Parkview Field

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Parkview Field
Parkview Field logo.jpg
Parkview Field 2009.JPG
Location 1301 Ewing Street
Fort Wayne, IN 46802
Coordinates 41°4′26.6″N 85°8′34.3″W / 41.074056°N 85.142861°W / 41.074056; -85.142861Coordinates: 41°4′26.6″N 85°8′34.3″W / 41.074056°N 85.142861°W / 41.074056; -85.142861
Broke ground December 26, 2007
Opened April 16, 2009
Owner Hardball Capital
Operator Hardball Capital
Surface Kentucky Bluegrass
Construction cost $30.6 million
($33.6 million in 2014 dollars[1])
Architect Populous
Structural engineer Engineering Resources Inc.[2]
Services engineer Henderson Engineers Inc.[3]
General contractor Weigand Construction
Capacity 6,516 (Fixed seats)
8,100 (Total)
Field size Left Field – 336 ft (102 m)
Center Field – 400 ft (122 m)
Right Field – 318 ft (97 m)
Tenants
Fort Wayne TinCaps (MWL) (2009–present)

Parkview Field is a minor league baseball stadium located in the central business district of Fort Wayne, Indiana, U.S.

History[edit]

Parkview Field was built as the new home of the Midwest League's Fort Wayne TinCaps, Single-A affiliate of the San Diego Padres, replacing Memorial Stadium. The stadium is also one of the central components to the Harrison Square revitalization project in downtown Fort Wayne. The naming rights were bought by Parkview Health at $3 million over 10 years.[4]

Opening Day was held April 16, 2009 before a sold-out crowd of 8,208. The TinCaps shut out the Dayton Dragons 7-0.[5]

A record attendance of 8,572 made it to Parkview Field on August 6, 2009 not only to watch the TinCaps, but take part in festivities held celebrating Fort Wayne's All-America City designation, pushing the overall season attendance past 300,000.[6] That record was broken on April 5, 2012 when 8,577 attended Opening Day 2012.[7] The record was again broken July 4, 2013 with 8,780 in attendance.[8]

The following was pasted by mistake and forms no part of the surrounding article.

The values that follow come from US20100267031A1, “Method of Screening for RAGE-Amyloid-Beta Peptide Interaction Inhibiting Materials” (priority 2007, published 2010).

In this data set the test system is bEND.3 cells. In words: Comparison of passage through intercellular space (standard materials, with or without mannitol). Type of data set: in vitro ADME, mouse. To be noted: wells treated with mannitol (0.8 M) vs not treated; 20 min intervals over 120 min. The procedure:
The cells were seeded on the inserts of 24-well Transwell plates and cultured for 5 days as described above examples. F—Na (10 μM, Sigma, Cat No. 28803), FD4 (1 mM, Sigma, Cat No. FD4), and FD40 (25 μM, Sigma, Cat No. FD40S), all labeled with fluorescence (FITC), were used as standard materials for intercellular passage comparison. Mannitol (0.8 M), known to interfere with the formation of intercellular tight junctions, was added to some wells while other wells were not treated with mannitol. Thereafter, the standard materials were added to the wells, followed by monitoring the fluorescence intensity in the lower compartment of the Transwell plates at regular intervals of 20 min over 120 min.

Parkview Field hosted the 2010 Midwest League All-Star Game.[9]

Features[edit]

Entrance plaza at night.
  • The ballpark contains 16 luxury suites
  • The Appleseed Picnic Pavilion is an old-fashioned ballpark picnic with terraced picnic table seating that wraps around the right field foul pole and extends right down to field level, which accommodates 50–2,500 people[10]
  • The Treetops Rooftop Party Area resembles the rooftops at Wrigley Field. Entrees and side items are served throughout the game. Groups as small as 50, up to as large as 250, can enjoy the bird's eye view of all the action.[11]
  • Located atop the outfield wall in left field is the Home Run Porch. Complete with food rails in front of each seat, wider, more comfortable padded seats and an overhead trellis, this section accommodates 20 to 160 guests.[12]
  • The park contains lawn seating sections.
  • A one-of-a-kind luxury suite equipped with a bar and concessions named the 400 club opened in April of 2013. The $800,000 private-investment stands alone as the only such seating area in the minor leagues; located in the "batters eye" (section of a ball park usually blocked off and plain so as not to distract the current batter).

References[edit]

  1. ^ Consumer Price Index (estimate) 1800–2014. Federal Reserve Bank of Minneapolis. Retrieved February 27, 2014.
  2. ^ "Parks/Recreation". Engineering Resources Inc. Retrieved March 9, 2014. 
  3. ^ "Sports/Recreation". Henderson Engineers, Inc. Retrieved March 9, 2014. 
  4. ^ Stone, Drew (September 12, 2008). "Introducing Parkview Field". The News-Sentinel (Fort Wayne). Retrieved April 1, 2009. 
  5. ^ West, Nick (April 17, 2009). "TinCaps on a Roll". The News-Sentinel (Fort Wayne). Retrieved April 17, 2009. 
  6. ^ Davis, Tom (August 7, 2009). "TinCaps Batters Connect Early and Often to Take Massive Lead". The News-Sentinel (Fort Wayne). Retrieved May 14, 2012. 
  7. ^ Pope, LaMond (April 6, 2012). "Error-prone TinCaps Lose". The Journal Gazette (Fort Wayne). Retrieved May 12, 2012. 
  8. ^ "TinCaps Shut Out in Front of Record Crowd". The Journal Gazette (Fort Wayne). July 5, 2013. Retrieved August 11, 2013. 
  9. ^ "Parkview Health Steps Up to the Plate". Minor League Baseball. September 11, 2008. Retrieved April 1, 2009. 
  10. ^ "Huntington University Picnic Pavilion". Minor League Baseball. October 14, 2009. Retrieved March 9, 2014. 
  11. ^ "Treetops Rooftop Party Area". Minor League Baseball. October 14, 2009. Retrieved March 9, 2014. 
  12. ^ "Home Run Porch". Minor League Baseball. October 14, 2009. Retrieved March 9, 2014. 

External links[edit]